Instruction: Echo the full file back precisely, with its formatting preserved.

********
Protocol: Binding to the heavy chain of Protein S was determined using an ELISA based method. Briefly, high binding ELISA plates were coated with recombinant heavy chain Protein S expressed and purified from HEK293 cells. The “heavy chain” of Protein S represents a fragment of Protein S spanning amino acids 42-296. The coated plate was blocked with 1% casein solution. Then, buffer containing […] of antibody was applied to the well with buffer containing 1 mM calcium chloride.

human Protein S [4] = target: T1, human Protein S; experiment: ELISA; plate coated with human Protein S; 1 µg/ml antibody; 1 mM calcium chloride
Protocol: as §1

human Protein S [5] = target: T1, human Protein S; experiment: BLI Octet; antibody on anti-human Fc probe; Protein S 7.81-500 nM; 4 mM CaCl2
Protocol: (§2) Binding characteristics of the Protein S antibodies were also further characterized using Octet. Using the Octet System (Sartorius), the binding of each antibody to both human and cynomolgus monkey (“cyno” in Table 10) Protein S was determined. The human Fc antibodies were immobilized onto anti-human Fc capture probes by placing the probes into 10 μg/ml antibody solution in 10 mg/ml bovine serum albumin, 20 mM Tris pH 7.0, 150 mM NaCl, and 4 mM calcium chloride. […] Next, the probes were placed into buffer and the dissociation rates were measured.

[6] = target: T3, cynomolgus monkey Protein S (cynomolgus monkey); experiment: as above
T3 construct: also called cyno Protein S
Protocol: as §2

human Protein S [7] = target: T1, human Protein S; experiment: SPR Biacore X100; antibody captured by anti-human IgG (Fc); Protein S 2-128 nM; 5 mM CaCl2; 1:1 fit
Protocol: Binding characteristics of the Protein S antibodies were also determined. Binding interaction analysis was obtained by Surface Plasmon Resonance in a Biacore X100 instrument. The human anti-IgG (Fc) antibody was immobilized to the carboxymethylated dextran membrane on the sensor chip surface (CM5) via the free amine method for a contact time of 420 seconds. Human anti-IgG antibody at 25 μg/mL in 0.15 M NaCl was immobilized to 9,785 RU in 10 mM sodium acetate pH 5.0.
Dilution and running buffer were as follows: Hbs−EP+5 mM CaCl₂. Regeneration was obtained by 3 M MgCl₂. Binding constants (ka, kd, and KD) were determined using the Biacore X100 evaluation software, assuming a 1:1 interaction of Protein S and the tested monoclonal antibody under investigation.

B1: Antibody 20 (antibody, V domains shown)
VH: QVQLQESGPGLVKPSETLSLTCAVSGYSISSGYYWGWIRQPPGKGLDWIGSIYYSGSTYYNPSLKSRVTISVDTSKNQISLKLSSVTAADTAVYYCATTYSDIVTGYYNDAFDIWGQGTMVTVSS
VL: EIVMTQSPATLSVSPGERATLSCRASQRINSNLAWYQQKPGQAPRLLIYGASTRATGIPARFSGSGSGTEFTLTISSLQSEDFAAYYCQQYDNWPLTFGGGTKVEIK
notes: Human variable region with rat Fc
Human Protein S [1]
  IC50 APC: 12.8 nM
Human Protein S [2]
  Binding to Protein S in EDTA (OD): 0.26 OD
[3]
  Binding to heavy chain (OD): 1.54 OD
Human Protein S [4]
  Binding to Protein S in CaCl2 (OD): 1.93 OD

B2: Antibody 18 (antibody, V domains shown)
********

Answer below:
Protocol: Binding to the heavy chain of Protein S was determined using an ELISA based method. Briefly, high binding ELISA plates were coated with recombinant heavy chain Protein S expressed and purified from HEK293 cells. The “heavy chain” of Protein S represents a fragment of Protein S spanning amino acids 42-296. The coated plate was blocked with 1% casein solution. Then, buffer containing […] of antibody was applied to the well with buffer containing 1 mM calcium chloride.

human Protein S [4] = target: T1, human Protein S; experiment: ELISA; plate coated with human Protein S; 1 µg/ml antibody; 1 mM calcium chloride
Protocol: as §1

human Protein S [5] = target: T1, human Protein S; experiment: BLI Octet; antibody on anti-human Fc probe; Protein S 7.81-500 nM; 4 mM CaCl2
Protocol: (§2) Binding characteristics of the Protein S antibodies were also further characterized using Octet. Using the Octet System (Sartorius), the binding of each antibody to both human and cynomolgus monkey (“cyno” in Table 10) Protein S was determined. The human Fc antibodies were immobilized onto anti-human Fc capture probes by placing the probes into 10 μg/ml antibody solution in 10 mg/ml bovine serum albumin, 20 mM Tris pH 7.0, 150 mM NaCl, and 4 mM calcium chloride. […] Next, the probes were placed into buffer and the dissociation rates were measured.

[6] = target: T3, cynomolgus monkey Protein S (cynomolgus monkey); experiment: as above
T3 construct: also called cyno Protein S
Protocol: as §2

human Protein S [7] = target: T1, human Protein S; experiment: SPR Biacore X100; antibody captured by anti-human IgG (Fc); Protein S 2-128 nM; 5 mM CaCl2; 1:1 fit
Protocol: Binding characteristics of the Protein S antibodies were also determined. Binding interaction analysis was obtained by Surface Plasmon Resonance in a Biacore X100 instrument. The human anti-IgG (Fc) antibody was immobilized to the carboxymethylated dextran membrane on the sensor chip surface (CM5) via the free amine method for a contact time of 420 seconds. Human anti-IgG antibody at 25 μg/mL in 0.15 M NaCl was immobilized to 9,785 RU in 10 mM sodium acetate pH 5.0.
Dilution and running buffer were as follows: Hbs−EP+5 mM CaCl₂. Regeneration was obtained by 3 M MgCl₂. Binding constants (ka, kd, and KD) were determined using the Biacore X100 evaluation software, assuming a 1:1 interaction of Protein S and the tested monoclonal antibody under investigation.

B1: Antibody 20 (antibody, V domains shown)
VH: QVQLQESGPGLVKPSETLSLTCAVSGYSISSGYYWGWIRQPPGKGLDWIGSIYYSGSTYYNPSLKSRVTISVDTSKNQISLKLSSVTAADTAVYYCATTYSDIVTGYYNDAFDIWGQGTMVTVSS
VL: EIVMTQSPATLSVSPGERATLSCRASQRINSNLAWYQQKPGQAPRLLIYGASTRATGIPARFSGSGSGTEFTLTISSLQSEDFAAYYCQQYDNWPLTFGGGTKVEIK
notes: Human variable region with rat Fc
Human Protein S [1]
  IC50 APC: 12.8 nM
Human Protein S [2]
  Binding to Protein S in EDTA (OD): 0.26 OD
[3]
  Binding to heavy chain (OD): 1.54 OD
Human Protein S [4]
  Binding to Protein S in CaCl2 (OD): 1.93 OD

B2: Antibody 18 (antibody, V domains shown)